Wednesday, July 22, 2009

A Buddhist Reflection on Stonehenge

As it says in the column on the right, I’m a British Buddhist. My hometown is a small city in the English county of Wiltshire called Salisbury, also known historically as Sarum. So, you could say that I’m a Sarumese guy living amongst the Siamese. A more traditional moniker for someone who was born in Wiltshire is a Moonraker, derived from a quaint story about smugglers who hid contraband alcohol in a river. When they returned at night and raked the water to retrieve their booty, they were confronted by some men of the law. To explain away their odd behavior, the smugglers said that they were raking the moon from the river, as its image was reflected in the water! I’ve never ascertained as to whether this bizarre excuse worked or not – but something tells me that that’s not really the point, anyhow.

Not many people know the above tale, but one thing pertaining to Wiltshire that is known around the world is the giant megalithic structure called Stonehenge, that lies at the heart of the shire. As a Moonraker, the Stones, as Stonehenge is also known, are a powerful symbol of where I come from, situated a few miles north of Salisbury. But, as a Buddhist, rather than a Druid, I’m led to consider what they actually mean to me, if anything. Contemplating the structure of Stonehenge leads me to think on the Three Characteristics (of existence), a central element in the Buddhadharma, the Buddhist teachings. Of these universal characteristics it is taught that all things are impermanent (anicca), imperfect (dukkha), and impersonal (anatta). The Stones are very, very old – over four thousand years old. No doubt they have aged dramatically during that time, and do not look exactly as they did when first erected. They are enormous symbols of the impermanence, despite their great age, slowly crumbling away.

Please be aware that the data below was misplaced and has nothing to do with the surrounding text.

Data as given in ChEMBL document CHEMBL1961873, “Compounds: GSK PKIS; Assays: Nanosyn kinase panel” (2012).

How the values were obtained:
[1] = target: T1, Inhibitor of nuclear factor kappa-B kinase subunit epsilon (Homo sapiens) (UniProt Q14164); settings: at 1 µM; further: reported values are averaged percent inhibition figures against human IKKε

Stonehenge is by no means perfect, either. The original pattern in which the megaliths were placed has been disrupted, with some of the rocks broken and lying at odd angles to one another on the ground. They are subject to dukkha, to being imperfect. (Dukkha is usually translated into English as ‘unsatisfactory’ or ‘suffering’, but also carries the connotation of imperfection.) If they were perfect, the Stones would still be in the same positions as they were four millennia ago, but of course they’re not. As with everything else, they are vulnerable due to their very nature as conditioned phenomena. Another way in which the Stones symbolize dukkha is their inability to reveal much about themselves. This can be both intriguing and frustrating!

Little is known about the origins and early history Stonehenge because no carvings or other ancient records from the time of its construction remain that might refer to its makers or original purpose: there it stands on a hill as though dropped there by some unknown pagan gods, or as some more imaginative theorists would claim, by aliens! In truth, we don’t know who made Stonehenge, for as it is barren of any calligraphy or imagery, its makers remain as anonymous (or ‘selfless’) as the featureless Stones they erected. In this impersonal aspect of their appearance, they symbolize anatta.

So, returning to my query above, as to what the Stones mean to me, my answer as a Buddhist is unsurprisingly dependent upon the Dharma: Stonehenge encapsulates the Three Characteristics, standing as a colossal reminder that all things are under the sway of impermanence, imperfection, and selflessness. Applying these reflections to our own selves, we begin to see through the assumption of self and the suffering that necessarily follows from thinking of oneself as inherently separate from the world and therefore in conflict with it. In truth, there is no self, and like the giant Stones north of Sarum, to silently play witness to the conditions that constantly arise then fall away is the best that can be done – unless one wants to rake after a moon that dissipates upon closer examination.

The above post first appeared on the blog 'Forest Wisdom,' which was reborn as this one.


La Dimensione said...

Sarum. I've read a lot of books and seen movies and tv fictions about Salisbury and the "mistery" of the stones.
Now I'm 39 year old, I don't believe in myths and fairy tales, but I think that place is very fascinating anyway.

stay happy, mate. :)

G said...

Sure, Neurobi. Myths and superstitions can be very interesting, even if not taken literally, but Stonehenge has many things to tell us irrespective of the tales that surround it. We simply have to pay attention.

Be well,

G said...

Hello Krulayar.

Visited your blog as invited, but as it's in Malaysian (I think!), didn't have a clue what it says about your doctrine that Allah is already "on" Earth, nor what this has to do with reflecting on Stonehenge.

Be well,

G said...

A face in the sky may well be interesting, Krulayar, but have you seen your Buddha Face?